IEMG closely mirrors its underlying index, the MSCI index. It invests almost all its assets in the same securities as the underlying index.
MSCI counts South Korea as an emerging market instead of a developed market, so IEMG includes South Korea in its holdings.
However, the fund is designed in such a way as to partially replicate the underlying index to allow for preferences in investing and keep tracking errors low.
This is an investment strategy called representative sampling.
Lastly, the fund has exposure to India. It invests a portion of the portfolio in India via a subsidiary from the Republic of Mauritius.
IEMG Top 10 Holdings
Blackrock’s IEMG comprises Taiwan Semiconductor Manufacturing, Tencent, Samsung, Alibaba, and Meituan and provides exposure to over 2,000 stocks.
One of the core ETFs from BlackRock, iShares MSCI Emerging Markets ETF (EEM), is an emerging market fund designed to track the investment returns of the MSCI Emerging Markets Index.
MSCI’s emerging market index is all-cap emerging market equity.
EEM closely mirrors its underlying index, the MSCI index. It invests almost all its assets in the same securities as the underlying index.
Blackrock’s EEM includes large- and mid-cap stocks from 26 emerging market countries, including China, South Korea, Taiwan, India, and Brazil.
The fund has an expense ratio of 0.68%
EEM Top 10 Holdings
Blackrock’s EEM comprises Taiwan Semiconductor Manufacturing, Tencent, Samsung, Alibaba, and Meituan and provides exposure to over 1,000 stocks.
Which Is Better: IEMG vs EEM?
Both IEMG and EEM are good investments for exposure to emerging markets. However, they have underperformed compared to U.S. markets over the last decade.
IEMG and EEM are passive and track market-cap-weighted indices for investors that prefer passive investments.
The big difference between the two is the expense ratio.
IEMG has a lower expense ratio than EEM. For investors who prioritize low expenses, IEMG may be the better choice.
No Minimum Investment
IEMG and EEM are exchange-traded funds (ETFs), so there is no minimum investment. Investors looking to buy fractional shares can use platforms like M1 Finance.
Normally, fractional shares are not available for ETFs, but with M1 Finance, you can purchase fractional shares with no commission.
Buying fractional shares allows you to maximize your investment.
There are two easy ways to invest in IEMG or EEM commission-free.
- Blackrock for EEM or IEMG.
- M1 Finance to invest in either IEMG or EEM (Use this link for $100 when you open a new account)
Both of these options are free. This is important because fees can lower our returns.
M1 Finance is the best option because it lets you purchase IEMG, EEM, and thousands of other stocks.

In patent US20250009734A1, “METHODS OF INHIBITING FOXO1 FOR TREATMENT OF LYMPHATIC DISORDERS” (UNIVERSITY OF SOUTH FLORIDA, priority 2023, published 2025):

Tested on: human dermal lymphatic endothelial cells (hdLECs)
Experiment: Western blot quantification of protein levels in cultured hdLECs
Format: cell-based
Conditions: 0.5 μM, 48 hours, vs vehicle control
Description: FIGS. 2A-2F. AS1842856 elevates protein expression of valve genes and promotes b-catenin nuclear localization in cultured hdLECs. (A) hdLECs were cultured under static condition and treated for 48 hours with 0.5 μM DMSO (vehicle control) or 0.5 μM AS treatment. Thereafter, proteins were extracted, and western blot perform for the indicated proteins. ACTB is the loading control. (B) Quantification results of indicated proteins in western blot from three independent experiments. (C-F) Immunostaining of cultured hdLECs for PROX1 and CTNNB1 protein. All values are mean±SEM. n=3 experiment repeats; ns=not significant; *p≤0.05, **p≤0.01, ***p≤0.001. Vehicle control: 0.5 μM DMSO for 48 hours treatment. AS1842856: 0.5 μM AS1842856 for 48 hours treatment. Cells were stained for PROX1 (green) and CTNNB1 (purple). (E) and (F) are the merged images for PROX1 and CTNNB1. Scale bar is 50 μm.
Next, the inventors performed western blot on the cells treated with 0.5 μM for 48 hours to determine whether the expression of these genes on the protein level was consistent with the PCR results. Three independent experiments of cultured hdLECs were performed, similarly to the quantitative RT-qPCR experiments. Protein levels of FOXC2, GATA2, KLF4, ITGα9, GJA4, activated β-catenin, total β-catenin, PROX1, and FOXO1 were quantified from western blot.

Here is your guide to getting the M1 Finance $100 Bonus.
I also use Personal Capital to track my investment fees. They have a free Retirement Fee Analyzer that tells you the future impact of fees on your portfolio.
Personal Capital’s free tools allow you to quickly find which of your investments has high fees so that you can switch them to low-cost options. (Get a $20 Amazon Gift Card with this link when you add at least one investment account containing a balance of more than $1,000 within 30 days)
IEMG vs EEM Winner: IEMG
IEMG and EEM are popular emerging market funds and have advantages for investors.
However, with better performance and a lower expense ratio, the winner is IEMG.
You’ll have to decide which emerging market ETF is best for you.
Investors should carefully consider their investment objectives, risk tolerance, and horizon before deciding which fund to invest in.
For example, if an investor is looking for lower fees and more diversification, IEMG may be the better option.
On the other hand, if an investor is looking for exposure to large-cap companies, EEM may be the better choice.
It is also essential for investors to remember that emerging market stocks can be volatile, and regulatory changes or geopolitical risks can significantly impact the performance of these funds. Therefore, conducting thorough research and diversifying portfolios across different asset classes and regions is vital.
In addition, investors should also consider other factors, such as liquidity, trading volumes, and bid-ask spreads, when investing in these funds.
While ETFs are generally more liquid than mutual funds, some may have lower trading volumes and wider bid-ask spreads, resulting in higher investor trading costs.
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This information is my opinion and is for information purposes only. It is not intended to be investment advice. Seek a duly licensed professional for investment advice.